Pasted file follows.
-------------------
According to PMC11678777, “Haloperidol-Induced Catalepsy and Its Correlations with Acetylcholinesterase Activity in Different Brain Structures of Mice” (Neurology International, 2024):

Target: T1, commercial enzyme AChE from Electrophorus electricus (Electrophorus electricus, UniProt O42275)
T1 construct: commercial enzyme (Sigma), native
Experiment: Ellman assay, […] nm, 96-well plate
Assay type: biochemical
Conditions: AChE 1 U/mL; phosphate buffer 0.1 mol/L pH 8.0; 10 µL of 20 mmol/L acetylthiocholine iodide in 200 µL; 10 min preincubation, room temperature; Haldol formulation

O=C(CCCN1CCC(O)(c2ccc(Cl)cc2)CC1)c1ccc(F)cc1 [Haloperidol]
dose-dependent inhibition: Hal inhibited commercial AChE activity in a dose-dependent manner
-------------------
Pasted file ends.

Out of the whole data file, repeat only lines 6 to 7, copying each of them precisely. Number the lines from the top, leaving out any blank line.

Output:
Conditions: AChE 1 U/mL; phosphate buffer 0.1 mol/L pH 8.0; 10 µL of 20 mmol/L acetylthiocholine iodide in 200 µL; 10 min preincubation, room temperature; Haldol formulation

O=C(CCCN1CCC(O)(c2ccc(Cl)cc2)CC1)c1ccc(F)cc1 [Haloperidol]